A solar system is defined as the collection of a star and all the objects that revolve around it. The solar system that Earth belongs to is composed of the sun, eight planets, dwarf planets, asteroids and comets.
While the existence of other planets was known for centuries, the idea of a solar system was not considered until the 17th century. Prior to this, Earth was considered the center of the universe. Nicolaus Copernicus, Galileo Galilei, Johannes Kepler and Isaac Newton all contributed to developing the definition of the solar system.
At the center of the system is the sun, a ball of gas so massive that its gravitational pull governs the orbits of bodies 3.6 billion miles away. The bodies closest to the sun are the planets Mercury, Venus, Earth and Mars. The other planets in the solar system are Jupiter, Saturn, Uranus and Neptune. Some of these planets are orbited by natural satellites, as occurs when the moon orbits the Earth. These satellites are also considered part of the solar system.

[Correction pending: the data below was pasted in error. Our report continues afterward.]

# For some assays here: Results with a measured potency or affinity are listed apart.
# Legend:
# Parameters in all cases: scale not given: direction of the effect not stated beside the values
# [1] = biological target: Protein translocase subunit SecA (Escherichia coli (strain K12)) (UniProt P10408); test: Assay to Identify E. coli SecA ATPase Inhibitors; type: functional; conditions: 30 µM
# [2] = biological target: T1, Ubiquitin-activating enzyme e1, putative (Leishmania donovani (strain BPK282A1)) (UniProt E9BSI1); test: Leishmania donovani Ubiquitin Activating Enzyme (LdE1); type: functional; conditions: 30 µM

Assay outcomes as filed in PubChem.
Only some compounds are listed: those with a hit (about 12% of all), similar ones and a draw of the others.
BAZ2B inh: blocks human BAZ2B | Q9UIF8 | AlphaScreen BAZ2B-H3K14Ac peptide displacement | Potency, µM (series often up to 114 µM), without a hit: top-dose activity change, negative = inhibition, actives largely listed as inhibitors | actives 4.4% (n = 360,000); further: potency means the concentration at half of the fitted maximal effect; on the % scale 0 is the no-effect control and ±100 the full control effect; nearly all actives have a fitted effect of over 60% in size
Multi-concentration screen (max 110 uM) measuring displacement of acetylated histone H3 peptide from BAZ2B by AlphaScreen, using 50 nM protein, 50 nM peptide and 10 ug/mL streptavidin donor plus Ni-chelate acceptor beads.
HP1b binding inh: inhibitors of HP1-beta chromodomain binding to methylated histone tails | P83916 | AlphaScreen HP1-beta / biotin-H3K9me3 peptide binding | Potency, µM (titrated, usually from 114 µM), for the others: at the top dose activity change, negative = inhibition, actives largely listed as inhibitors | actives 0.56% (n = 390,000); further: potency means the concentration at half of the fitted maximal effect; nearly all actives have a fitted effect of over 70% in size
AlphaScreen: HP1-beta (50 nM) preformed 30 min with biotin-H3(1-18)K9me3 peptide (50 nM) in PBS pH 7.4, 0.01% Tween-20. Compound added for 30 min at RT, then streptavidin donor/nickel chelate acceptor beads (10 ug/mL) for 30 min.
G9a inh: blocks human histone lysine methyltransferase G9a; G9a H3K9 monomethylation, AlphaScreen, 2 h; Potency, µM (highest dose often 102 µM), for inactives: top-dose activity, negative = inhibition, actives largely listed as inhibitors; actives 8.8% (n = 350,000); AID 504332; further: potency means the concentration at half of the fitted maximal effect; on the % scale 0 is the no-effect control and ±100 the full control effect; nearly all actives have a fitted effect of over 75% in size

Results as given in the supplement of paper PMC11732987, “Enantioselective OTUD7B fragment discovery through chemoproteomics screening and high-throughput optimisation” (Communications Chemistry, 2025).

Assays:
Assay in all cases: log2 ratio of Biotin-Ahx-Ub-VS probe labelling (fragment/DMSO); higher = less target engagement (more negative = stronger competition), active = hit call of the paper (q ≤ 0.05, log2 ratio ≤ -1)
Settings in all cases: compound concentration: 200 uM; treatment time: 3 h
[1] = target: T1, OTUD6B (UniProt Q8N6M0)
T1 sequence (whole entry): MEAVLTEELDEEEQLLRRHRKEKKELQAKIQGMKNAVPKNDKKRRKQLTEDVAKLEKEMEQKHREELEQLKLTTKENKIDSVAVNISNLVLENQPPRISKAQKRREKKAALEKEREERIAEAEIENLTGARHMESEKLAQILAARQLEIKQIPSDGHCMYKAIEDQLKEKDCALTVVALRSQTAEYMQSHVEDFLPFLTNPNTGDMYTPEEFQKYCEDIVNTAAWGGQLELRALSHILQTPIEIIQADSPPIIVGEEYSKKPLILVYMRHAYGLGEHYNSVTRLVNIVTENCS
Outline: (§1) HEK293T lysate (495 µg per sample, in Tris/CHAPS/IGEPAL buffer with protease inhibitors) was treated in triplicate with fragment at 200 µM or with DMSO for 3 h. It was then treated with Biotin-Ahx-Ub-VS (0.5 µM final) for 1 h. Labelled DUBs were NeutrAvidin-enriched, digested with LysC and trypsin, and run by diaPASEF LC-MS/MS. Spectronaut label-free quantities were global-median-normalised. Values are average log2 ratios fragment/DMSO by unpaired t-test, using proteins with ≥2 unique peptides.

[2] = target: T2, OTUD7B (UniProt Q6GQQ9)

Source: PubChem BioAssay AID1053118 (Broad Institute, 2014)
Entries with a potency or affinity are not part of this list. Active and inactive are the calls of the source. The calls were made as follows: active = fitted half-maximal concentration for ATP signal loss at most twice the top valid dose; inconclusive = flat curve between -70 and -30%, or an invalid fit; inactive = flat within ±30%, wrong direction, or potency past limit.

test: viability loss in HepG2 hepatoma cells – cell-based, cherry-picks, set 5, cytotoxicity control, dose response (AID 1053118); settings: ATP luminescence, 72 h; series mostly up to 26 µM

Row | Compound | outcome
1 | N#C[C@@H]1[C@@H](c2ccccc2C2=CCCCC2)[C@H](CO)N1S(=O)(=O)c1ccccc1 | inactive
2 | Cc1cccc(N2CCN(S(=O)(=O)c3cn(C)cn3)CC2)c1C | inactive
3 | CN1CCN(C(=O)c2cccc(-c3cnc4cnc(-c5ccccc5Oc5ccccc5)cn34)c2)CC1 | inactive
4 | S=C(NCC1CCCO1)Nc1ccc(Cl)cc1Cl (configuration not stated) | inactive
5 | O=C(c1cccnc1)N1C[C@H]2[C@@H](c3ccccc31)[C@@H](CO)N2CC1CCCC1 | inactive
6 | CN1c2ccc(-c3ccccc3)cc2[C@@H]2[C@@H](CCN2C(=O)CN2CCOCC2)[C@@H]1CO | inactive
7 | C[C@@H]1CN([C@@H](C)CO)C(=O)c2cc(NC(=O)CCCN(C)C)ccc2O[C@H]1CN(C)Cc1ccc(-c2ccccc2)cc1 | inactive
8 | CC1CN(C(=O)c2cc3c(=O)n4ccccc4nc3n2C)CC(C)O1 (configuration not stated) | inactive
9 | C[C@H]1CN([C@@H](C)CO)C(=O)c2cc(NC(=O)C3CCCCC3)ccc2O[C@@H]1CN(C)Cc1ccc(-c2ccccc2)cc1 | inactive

Asteroids, particularly the asteroid belt that occurs between the orbits of Mars and Jupiter, are considered part of the solar system. Dwarf planets that orbit the sun, such as Pluto and Charon, are also part of the solar system. The International Astronomical Union defines which bodies are defined as planets or dwarf planets.